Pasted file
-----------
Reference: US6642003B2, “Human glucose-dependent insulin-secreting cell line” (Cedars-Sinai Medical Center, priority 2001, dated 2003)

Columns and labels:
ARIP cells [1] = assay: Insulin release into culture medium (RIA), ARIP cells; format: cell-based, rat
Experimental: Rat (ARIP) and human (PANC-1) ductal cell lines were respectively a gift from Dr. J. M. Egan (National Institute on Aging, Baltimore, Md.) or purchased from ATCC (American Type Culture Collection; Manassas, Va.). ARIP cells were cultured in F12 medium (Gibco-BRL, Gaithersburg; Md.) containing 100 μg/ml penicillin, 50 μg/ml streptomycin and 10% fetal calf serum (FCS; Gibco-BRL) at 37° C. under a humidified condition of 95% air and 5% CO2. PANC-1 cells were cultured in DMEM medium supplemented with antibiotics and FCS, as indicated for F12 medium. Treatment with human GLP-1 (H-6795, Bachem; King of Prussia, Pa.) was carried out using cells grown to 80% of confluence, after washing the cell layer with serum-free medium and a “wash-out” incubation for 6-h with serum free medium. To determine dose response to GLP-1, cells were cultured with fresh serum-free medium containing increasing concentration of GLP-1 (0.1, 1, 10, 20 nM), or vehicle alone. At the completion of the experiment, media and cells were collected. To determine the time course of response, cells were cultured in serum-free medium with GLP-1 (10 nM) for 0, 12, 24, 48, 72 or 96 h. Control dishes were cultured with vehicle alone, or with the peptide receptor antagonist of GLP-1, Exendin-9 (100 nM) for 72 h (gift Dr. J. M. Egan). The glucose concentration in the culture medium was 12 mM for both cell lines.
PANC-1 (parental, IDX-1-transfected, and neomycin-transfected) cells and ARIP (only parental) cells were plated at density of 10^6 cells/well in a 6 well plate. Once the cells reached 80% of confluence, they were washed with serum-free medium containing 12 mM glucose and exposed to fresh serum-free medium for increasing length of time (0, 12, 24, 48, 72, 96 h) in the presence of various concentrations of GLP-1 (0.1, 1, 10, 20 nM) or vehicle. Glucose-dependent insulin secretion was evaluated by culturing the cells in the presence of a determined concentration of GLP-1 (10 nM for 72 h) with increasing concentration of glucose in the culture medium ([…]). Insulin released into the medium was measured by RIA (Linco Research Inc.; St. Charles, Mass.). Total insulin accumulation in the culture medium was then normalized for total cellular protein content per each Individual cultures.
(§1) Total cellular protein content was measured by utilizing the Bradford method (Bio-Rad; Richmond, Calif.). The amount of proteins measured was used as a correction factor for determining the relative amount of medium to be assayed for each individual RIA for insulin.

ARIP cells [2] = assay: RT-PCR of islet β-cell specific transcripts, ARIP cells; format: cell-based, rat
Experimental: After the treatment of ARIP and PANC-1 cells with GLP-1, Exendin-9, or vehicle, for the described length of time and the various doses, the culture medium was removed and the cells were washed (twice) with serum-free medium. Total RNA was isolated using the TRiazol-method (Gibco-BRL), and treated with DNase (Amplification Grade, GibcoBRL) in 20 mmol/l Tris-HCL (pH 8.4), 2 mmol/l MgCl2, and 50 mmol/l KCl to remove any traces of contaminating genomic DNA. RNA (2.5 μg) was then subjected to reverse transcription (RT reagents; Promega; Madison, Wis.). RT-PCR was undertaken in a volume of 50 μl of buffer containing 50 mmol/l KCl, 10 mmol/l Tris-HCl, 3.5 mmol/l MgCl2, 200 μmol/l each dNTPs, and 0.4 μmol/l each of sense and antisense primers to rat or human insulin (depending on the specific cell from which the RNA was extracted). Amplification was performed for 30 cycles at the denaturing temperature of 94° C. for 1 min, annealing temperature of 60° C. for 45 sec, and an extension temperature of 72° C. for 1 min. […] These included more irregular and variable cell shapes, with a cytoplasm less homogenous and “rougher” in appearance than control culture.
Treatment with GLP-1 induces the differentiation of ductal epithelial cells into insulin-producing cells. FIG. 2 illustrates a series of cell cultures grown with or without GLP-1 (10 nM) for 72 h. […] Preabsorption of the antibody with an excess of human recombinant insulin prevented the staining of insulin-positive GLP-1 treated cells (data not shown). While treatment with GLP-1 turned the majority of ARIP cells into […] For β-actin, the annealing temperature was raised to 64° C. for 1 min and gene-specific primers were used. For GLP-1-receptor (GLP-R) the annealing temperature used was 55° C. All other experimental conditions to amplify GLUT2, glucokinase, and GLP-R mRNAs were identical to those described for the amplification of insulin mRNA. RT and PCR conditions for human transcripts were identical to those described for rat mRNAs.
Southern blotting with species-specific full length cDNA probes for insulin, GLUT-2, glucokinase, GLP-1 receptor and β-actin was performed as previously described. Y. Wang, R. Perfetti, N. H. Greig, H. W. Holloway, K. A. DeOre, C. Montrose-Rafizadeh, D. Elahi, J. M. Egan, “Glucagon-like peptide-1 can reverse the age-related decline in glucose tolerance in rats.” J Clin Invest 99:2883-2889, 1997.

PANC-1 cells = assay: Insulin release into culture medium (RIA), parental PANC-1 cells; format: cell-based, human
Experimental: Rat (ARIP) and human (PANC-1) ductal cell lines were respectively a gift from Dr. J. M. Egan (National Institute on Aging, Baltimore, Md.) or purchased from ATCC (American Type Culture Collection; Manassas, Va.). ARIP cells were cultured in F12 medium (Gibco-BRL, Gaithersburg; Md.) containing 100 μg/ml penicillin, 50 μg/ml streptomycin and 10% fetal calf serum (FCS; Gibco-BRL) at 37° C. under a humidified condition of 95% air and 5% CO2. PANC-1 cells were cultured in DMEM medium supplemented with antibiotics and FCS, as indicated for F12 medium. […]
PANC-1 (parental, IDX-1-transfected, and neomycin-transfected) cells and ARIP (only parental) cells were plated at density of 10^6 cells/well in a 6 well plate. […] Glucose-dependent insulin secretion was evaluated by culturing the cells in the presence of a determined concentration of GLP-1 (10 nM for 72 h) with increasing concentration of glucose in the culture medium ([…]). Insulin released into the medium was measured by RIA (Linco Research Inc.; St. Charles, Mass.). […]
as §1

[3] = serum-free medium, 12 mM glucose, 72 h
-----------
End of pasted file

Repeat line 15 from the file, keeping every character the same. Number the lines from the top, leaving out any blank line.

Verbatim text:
[3] = serum-free medium, 12 mM glucose, 72 h